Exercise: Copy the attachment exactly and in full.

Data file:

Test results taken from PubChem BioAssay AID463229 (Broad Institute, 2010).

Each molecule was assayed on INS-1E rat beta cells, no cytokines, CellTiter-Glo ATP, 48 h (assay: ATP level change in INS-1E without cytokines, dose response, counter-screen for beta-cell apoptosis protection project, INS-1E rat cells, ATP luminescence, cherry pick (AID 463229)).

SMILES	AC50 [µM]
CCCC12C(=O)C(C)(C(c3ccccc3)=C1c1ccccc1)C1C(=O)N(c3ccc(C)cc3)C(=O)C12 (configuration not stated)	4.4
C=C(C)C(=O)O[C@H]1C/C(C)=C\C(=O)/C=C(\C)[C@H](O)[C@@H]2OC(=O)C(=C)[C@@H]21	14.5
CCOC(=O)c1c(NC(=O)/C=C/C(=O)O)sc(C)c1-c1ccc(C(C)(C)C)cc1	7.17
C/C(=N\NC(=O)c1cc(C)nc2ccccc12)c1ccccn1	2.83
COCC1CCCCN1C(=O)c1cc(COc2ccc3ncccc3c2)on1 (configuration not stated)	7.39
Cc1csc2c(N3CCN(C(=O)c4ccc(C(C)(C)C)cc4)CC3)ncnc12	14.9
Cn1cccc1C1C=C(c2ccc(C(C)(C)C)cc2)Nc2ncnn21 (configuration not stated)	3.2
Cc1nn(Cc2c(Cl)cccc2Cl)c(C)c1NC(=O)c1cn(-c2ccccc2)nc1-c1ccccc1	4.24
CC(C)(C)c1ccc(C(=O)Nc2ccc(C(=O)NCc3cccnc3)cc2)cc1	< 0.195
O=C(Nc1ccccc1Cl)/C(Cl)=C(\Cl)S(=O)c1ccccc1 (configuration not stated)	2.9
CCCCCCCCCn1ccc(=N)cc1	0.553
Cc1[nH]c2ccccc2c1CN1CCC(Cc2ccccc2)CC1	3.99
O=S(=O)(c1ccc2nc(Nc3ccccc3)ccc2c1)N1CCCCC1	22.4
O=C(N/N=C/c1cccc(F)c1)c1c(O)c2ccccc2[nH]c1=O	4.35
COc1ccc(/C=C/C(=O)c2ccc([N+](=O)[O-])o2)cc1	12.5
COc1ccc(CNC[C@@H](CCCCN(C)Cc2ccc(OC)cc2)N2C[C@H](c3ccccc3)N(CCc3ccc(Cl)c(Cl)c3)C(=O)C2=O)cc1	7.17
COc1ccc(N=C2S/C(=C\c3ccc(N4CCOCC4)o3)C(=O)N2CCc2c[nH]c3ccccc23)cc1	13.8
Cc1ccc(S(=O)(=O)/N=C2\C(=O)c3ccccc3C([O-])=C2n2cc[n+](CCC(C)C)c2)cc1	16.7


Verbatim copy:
Test results taken from PubChem BioAssay AID463229 (Broad Institute, 2010).

Each molecule was assayed on INS-1E rat beta cells, no cytokines, CellTiter-Glo ATP, 48 h (assay: ATP level change in INS-1E without cytokines, dose response, counter-screen for beta-cell apoptosis protection project, INS-1E rat cells, ATP luminescence, cherry pick (AID 463229)).

SMILES	AC50 [µM]
CCCC12C(=O)C(C)(C(c3ccccc3)=C1c1ccccc1)C1C(=O)N(c3ccc(C)cc3)C(=O)C12 (configuration not stated)	4.4
C=C(C)C(=O)O[C@H]1C/C(C)=C\C(=O)/C=C(\C)[C@H](O)[C@@H]2OC(=O)C(=C)[C@@H]21	14.5
CCOC(=O)c1c(NC(=O)/C=C/C(=O)O)sc(C)c1-c1ccc(C(C)(C)C)cc1	7.17
C/C(=N\NC(=O)c1cc(C)nc2ccccc12)c1ccccn1	2.83
COCC1CCCCN1C(=O)c1cc(COc2ccc3ncccc3c2)on1 (configuration not stated)	7.39
Cc1csc2c(N3CCN(C(=O)c4ccc(C(C)(C)C)cc4)CC3)ncnc12	14.9
Cn1cccc1C1C=C(c2ccc(C(C)(C)C)cc2)Nc2ncnn21 (configuration not stated)	3.2
Cc1nn(Cc2c(Cl)cccc2Cl)c(C)c1NC(=O)c1cn(-c2ccccc2)nc1-c1ccccc1	4.24
CC(C)(C)c1ccc(C(=O)Nc2ccc(C(=O)NCc3cccnc3)cc2)cc1	< 0.195
O=C(Nc1ccccc1Cl)/C(Cl)=C(\Cl)S(=O)c1ccccc1 (configuration not stated)	2.9
CCCCCCCCCn1ccc(=N)cc1	0.553
Cc1[nH]c2ccccc2c1CN1CCC(Cc2ccccc2)CC1	3.99
O=S(=O)(c1ccc2nc(Nc3ccccc3)ccc2c1)N1CCCCC1	22.4
O=C(N/N=C/c1cccc(F)c1)c1c(O)c2ccccc2[nH]c1=O	4.35
COc1ccc(/C=C/C(=O)c2ccc([N+](=O)[O-])o2)cc1	12.5
COc1ccc(CNC[C@@H](CCCCN(C)Cc2ccc(OC)cc2)N2C[C@H](c3ccccc3)N(CCc3ccc(Cl)c(Cl)c3)C(=O)C2=O)cc1	7.17
COc1ccc(N=C2S/C(=C\c3ccc(N4CCOCC4)o3)C(=O)N2CCc2c[nH]c3ccccc23)cc1	13.8
Cc1ccc(S(=O)(=O)/N=C2\C(=O)c3ccccc3C([O-])=C2n2cc[n+](CCC(C)C)c2)cc1	16.7